The other Impact winners, as announced by Google:
- World Wide Hearing Foundation International – Globally, 32 million children suffer from significant hearing loss, the majority of whom live in countries where access to hearing care can be a significant barrier. The Teleaudiology Cloud will connect children living in remote communities with audiologists and speech therapists who can assist with remote screening, hearing aid fitting, speech therapy and parent counselling.
- Arctic Eider Society – With Arctic sea ice declining at over 13 per cent per decade, changing conditions make navigation unpredictable and limits access to traditional foods for Arctic communities. The SIKU platform will provide a set of open-source tools that help Inuit communities map changing sea ice, and build a living archive of Inuit knowledge to help inform decision making for stewardship and sustainable development.
- PeaceGeeks Society – It can take up to ten years for the employment rate of recent immigrant cohorts to reach the equivalent rates for those born in Canada. With information provided in their native language, Services Advisor is an application aimed at welcoming new Canadians to our shores, making it easier for newcomers to access immigrant services like mentorship and employment skill
People’s Choice Award, selected by nearly 500,000 votes:
- Food Banks Canada – Each year, close to $31 billion of food is wasted in Canada, yet nearly one in ten Canadian households have to worry about whether they have food on the table. The FoodAccess App diverts surplus quality food away from landfill by connecting farmers, manufacturers and restaurants with donation agencies and Canadian dinner tables that might otherwise go empty.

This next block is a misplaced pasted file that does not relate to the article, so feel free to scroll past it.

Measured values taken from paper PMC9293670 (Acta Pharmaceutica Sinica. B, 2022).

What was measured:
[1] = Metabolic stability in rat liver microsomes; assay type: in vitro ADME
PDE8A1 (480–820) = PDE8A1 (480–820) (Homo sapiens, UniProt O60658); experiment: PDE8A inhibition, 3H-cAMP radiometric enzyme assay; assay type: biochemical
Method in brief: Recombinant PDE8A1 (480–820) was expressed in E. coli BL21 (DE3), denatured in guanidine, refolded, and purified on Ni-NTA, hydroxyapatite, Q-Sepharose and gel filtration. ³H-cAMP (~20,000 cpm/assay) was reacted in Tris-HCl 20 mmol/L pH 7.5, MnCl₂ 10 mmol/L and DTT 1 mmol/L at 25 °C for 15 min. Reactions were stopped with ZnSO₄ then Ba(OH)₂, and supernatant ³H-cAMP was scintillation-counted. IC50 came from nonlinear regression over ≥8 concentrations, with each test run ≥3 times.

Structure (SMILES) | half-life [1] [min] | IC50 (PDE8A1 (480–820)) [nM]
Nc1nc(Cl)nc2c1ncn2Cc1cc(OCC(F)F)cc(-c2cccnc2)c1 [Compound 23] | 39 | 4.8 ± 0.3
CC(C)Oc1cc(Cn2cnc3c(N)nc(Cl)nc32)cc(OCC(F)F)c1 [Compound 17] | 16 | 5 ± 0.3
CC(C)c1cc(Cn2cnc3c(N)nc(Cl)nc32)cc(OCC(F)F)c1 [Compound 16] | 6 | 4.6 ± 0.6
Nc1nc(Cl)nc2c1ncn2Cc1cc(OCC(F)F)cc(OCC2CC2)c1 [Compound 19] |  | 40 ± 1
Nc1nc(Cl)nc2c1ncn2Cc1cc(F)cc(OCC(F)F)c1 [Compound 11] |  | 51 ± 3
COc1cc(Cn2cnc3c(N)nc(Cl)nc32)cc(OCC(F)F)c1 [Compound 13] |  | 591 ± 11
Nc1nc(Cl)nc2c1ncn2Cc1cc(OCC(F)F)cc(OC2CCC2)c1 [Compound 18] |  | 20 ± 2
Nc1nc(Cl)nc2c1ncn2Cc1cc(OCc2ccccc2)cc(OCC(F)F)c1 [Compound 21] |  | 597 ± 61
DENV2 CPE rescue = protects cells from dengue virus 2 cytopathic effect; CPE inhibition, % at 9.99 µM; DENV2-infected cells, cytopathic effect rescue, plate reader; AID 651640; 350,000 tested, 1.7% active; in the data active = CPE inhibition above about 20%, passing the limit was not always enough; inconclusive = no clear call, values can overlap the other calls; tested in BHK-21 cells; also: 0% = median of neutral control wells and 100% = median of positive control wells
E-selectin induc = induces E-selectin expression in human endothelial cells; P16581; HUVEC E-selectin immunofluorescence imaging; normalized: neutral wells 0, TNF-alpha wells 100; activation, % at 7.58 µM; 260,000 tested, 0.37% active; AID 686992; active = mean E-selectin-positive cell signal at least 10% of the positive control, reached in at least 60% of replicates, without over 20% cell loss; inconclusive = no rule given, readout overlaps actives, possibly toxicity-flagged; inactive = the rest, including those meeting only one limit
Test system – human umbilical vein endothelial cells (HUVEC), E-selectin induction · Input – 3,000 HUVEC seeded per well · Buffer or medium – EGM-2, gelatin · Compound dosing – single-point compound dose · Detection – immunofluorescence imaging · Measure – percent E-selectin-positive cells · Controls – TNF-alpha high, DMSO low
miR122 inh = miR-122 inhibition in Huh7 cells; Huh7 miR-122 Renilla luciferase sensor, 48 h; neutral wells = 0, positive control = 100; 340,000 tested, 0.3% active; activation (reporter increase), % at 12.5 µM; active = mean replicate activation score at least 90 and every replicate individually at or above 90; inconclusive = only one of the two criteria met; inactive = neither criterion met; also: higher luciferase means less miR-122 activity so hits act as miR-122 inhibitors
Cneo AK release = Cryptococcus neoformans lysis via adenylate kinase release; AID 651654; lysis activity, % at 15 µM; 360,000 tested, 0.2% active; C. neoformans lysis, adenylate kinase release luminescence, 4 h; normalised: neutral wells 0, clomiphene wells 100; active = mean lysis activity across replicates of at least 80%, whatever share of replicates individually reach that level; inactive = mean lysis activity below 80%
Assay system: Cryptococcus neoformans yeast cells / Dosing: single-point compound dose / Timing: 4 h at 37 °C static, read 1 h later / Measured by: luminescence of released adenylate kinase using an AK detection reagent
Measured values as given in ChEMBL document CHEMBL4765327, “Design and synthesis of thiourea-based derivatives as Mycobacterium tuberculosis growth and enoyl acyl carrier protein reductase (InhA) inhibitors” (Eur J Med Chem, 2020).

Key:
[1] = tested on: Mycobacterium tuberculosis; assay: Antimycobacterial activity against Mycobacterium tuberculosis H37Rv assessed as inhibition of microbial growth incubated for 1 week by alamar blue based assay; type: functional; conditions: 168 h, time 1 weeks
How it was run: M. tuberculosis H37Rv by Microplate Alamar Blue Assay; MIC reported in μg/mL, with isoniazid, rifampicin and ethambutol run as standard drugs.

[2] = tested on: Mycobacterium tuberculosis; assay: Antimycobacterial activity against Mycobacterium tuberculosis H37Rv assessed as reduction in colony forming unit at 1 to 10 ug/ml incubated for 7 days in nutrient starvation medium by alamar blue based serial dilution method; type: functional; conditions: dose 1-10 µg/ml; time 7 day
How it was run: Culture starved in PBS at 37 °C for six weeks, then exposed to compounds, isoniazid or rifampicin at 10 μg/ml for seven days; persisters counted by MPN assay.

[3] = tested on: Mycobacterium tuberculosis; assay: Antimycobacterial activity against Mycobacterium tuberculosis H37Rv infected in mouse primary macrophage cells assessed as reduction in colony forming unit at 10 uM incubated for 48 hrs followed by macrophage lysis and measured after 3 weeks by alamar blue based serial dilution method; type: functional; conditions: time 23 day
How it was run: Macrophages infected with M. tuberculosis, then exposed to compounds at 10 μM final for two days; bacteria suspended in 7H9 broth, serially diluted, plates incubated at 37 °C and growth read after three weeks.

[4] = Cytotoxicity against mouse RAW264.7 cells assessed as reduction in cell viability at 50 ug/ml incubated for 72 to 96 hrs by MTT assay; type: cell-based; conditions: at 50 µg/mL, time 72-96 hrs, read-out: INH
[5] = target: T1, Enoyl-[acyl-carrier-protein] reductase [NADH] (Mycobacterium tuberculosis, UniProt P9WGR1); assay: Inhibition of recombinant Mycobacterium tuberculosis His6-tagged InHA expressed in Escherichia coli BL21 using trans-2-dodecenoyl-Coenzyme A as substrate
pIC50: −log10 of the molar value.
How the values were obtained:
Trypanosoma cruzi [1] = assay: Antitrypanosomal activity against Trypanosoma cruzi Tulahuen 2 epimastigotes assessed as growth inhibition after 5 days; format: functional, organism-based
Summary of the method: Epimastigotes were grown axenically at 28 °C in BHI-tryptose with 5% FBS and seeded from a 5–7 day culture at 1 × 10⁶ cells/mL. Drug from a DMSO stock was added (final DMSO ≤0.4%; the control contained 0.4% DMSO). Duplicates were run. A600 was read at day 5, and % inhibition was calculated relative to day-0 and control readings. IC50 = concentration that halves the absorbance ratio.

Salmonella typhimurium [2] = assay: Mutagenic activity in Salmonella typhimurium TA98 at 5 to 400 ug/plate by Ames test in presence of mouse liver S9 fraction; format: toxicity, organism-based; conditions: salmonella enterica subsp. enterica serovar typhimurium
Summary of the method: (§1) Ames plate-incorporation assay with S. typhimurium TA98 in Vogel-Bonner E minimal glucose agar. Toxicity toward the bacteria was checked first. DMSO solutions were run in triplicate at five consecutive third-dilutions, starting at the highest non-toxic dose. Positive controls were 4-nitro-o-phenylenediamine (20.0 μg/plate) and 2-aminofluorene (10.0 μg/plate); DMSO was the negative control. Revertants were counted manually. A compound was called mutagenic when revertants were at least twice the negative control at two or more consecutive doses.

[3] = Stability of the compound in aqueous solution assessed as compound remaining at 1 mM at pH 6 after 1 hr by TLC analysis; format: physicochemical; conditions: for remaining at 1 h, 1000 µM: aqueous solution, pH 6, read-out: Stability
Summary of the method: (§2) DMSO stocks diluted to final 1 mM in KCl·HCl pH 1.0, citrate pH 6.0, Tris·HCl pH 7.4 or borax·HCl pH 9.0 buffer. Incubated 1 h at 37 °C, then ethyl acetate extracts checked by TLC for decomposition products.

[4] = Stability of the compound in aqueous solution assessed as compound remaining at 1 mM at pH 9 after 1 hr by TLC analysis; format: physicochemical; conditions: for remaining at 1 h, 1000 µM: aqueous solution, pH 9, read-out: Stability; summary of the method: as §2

Finalist Projects – $250K:
- British Columbia Children Foundation – Globally, pneumonia is the single largest cause of death among children under five. The PocketDoc for Pneumonia is a mobile platform to accurately diagnose pneumonia in the developing world and save children’s lives.
- GlobalMedic – In the chaos after an earthquake or a tsunami, every minute counts. The RescUAV project will use Canadian-made Unmanned Aerial Vehicles to fly over disaster areas, allowing emergency responders to see the terrain they are heading into and help them get aid to where it’s needed most.
- Victoria Hand Project– Only five per cent of the 40 million people who need prosthetic care can access the resources they need. The Victoria Hand Project will provide affordable 3D-printed prosthetics in low-to-mid income countries.
- Growing North – In Nunavut, nearly 70 per cent of adults are food insecure – meaning they lack reliable access to a sufficient quantity of affordable, nutritious food. Growing North addresses food insecurity issues by building greenhouses that will provide fresh produce all year round in latitudes above the Arctic Circle at about half of the present cost.
- Canadian Red Cross – The Register Educate Deliver System (REDS) system will take a pilot project developed in the days following the Fort McMurray Wildfire and scale it so it’s ready for the next big disaster. The program registers those affected, shares critical information about how to respond, and quickly delivers financial assistance into the hands of Canadians when they need it most.
Google has offered cash awards and support in another technology competition, this one for grade school students from kindergarten to Grade 12: draw and submit a doodle, one that celebrates Canada’s 150th anniversary, to be displayed online June 14, 2017.
The student whose doodle is chosen will receive a $10,000 university scholarship, a $10,000 technology award for their current school, a trip to the award ceremony in Toronto, a new laptop and a little extra national pride.